Yes you can. The only exception would be if the contractor can show that he did not take on other work, as a result of this contract, and this contractor could therefore make a claim for lost profit on the job. These claims are rare and difficult to prove (for the contractor). The contractor would have to demonstrate that it could have obtained other jobs (not speculative, but actual).
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There is a great case right on point, which stands for the proposition that the breaching party cannot stand on the contract and seek to enforce it. The case is called Parsons Supply, Inc. v. Smith, 22 Wn.App. 520, 523 (1979). The facts are different, but the premise is the same. When is the last time you have notified your "employer" that you have not been paid. This will be a factor if the case is litigated. Good luck.
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I agree with the answer already posted (i.e. filing suit where the defendant is located or where the "action" occurred. However, if you are able to serve your "friend" (past tense I'm sure), you can sue him in Washington. You will have to establish to the court, if your "friend" does not file an Answer, that venue and jurisdiction is proper here. This can be demonstrated if you can prove that your "friend" availed himself of Washington law by, i.e., reaching out to you here, or having other...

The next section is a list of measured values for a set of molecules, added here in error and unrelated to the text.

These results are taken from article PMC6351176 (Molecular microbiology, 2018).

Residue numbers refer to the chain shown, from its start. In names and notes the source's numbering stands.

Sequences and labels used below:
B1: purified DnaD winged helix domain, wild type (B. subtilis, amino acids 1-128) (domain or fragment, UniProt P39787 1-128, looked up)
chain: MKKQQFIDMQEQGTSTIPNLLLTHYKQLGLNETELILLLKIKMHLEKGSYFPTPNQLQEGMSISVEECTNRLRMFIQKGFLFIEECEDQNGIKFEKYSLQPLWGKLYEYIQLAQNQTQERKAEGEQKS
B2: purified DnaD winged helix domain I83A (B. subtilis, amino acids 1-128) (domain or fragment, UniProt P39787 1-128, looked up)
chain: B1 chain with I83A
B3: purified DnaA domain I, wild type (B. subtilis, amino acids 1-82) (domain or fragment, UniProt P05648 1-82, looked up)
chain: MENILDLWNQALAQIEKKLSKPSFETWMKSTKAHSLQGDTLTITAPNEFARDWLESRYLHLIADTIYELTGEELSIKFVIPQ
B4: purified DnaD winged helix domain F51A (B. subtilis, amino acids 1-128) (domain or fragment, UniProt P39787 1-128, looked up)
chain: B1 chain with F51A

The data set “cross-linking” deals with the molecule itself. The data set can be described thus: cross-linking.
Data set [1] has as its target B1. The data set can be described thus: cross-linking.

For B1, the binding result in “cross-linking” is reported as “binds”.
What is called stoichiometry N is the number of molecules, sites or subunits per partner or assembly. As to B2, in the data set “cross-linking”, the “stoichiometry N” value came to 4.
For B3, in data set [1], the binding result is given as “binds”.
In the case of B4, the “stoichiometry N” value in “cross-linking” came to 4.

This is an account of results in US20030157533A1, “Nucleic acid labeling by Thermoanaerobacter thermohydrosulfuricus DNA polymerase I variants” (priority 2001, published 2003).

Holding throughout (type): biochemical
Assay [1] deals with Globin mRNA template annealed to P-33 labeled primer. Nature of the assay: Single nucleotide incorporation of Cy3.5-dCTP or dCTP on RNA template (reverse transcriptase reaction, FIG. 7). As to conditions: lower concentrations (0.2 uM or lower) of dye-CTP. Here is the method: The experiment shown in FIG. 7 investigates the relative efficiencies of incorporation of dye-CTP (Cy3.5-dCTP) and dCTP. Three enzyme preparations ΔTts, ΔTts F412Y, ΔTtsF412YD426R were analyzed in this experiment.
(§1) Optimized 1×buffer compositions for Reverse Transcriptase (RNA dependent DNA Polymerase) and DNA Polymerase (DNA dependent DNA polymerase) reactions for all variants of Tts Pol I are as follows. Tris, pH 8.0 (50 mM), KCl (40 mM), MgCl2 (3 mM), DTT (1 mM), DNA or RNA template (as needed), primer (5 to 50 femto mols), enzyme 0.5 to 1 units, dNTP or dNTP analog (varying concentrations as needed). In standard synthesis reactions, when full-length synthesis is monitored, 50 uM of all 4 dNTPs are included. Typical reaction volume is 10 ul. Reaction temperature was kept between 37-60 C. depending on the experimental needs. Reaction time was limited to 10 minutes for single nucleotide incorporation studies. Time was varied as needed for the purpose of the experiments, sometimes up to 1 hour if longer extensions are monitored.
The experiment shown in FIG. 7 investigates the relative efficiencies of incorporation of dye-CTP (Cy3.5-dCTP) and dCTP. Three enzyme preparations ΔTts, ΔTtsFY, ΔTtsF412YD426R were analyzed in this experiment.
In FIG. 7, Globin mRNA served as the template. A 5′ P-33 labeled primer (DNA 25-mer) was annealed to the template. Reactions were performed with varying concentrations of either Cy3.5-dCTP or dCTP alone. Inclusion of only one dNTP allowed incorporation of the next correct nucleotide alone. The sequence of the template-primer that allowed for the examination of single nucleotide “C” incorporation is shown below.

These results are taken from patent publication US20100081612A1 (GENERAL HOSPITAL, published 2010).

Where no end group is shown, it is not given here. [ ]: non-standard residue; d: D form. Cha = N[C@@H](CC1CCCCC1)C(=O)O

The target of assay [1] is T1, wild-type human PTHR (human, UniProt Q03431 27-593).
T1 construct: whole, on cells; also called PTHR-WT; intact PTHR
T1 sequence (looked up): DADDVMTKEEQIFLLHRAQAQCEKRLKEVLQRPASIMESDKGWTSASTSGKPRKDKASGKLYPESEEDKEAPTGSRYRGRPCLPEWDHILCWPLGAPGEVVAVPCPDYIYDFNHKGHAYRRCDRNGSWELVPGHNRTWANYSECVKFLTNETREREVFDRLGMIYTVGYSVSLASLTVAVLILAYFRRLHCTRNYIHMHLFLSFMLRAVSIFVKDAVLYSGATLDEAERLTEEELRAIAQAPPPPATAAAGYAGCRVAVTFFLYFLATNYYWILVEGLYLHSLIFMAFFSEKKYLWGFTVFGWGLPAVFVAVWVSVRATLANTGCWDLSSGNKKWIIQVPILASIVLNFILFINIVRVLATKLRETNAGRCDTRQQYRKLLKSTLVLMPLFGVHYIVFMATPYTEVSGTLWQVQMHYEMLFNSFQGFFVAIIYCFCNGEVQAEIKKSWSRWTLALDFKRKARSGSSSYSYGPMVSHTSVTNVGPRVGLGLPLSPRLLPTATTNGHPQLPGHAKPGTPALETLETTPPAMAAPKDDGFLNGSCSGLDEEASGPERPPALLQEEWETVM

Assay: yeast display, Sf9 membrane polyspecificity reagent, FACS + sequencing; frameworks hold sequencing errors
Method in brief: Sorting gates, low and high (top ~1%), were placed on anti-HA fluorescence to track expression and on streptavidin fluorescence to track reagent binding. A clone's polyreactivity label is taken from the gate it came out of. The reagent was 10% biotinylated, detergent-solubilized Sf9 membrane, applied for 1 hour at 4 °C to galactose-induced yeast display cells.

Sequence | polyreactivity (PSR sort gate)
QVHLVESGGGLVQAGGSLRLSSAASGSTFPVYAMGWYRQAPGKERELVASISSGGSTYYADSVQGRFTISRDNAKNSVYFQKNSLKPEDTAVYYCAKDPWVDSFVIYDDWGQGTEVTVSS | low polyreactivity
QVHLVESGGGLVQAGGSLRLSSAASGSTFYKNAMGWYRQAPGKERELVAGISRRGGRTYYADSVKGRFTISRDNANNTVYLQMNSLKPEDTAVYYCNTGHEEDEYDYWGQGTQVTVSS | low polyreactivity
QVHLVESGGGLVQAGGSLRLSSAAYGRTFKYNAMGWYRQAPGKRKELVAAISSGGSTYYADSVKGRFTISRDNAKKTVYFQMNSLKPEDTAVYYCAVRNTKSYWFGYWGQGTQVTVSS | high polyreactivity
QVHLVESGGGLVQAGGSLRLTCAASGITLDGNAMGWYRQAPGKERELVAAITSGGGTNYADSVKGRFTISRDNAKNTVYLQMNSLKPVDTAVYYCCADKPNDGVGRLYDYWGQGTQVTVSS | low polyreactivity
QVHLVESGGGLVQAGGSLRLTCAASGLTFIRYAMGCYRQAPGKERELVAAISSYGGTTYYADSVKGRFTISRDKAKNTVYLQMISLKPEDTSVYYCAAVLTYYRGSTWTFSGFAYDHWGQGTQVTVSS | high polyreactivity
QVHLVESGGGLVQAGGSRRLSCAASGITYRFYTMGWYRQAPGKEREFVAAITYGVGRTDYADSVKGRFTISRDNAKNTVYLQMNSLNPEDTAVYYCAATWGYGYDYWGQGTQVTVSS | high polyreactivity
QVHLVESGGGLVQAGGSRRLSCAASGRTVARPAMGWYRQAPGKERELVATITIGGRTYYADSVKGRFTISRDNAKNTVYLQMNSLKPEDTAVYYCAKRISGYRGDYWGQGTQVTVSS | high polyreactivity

It sounds like you are on solid ground here. At the very least you have a fraud claim (fraud in the inducement). It would obviously be a lot easier to "fight" if you knew exactly what the changes were (i.e. do you have a journal with notes), but you will have to prove that you are not making up the additional terms either; the burden will be on you in this regard.
This response is only to the construction portion. I think the first question is this: do you have a direct contract with the contractor? It sounds like the insurance company does. This will make it interesting regarding collection of attorney fees. Regardless, you need to file suit to make a claim on the bond. Service is through Labor & Industries. The process is fairly simple, but it will be helpful if you can get an accurate assessment of damages (a remedial repair bid). That way you can...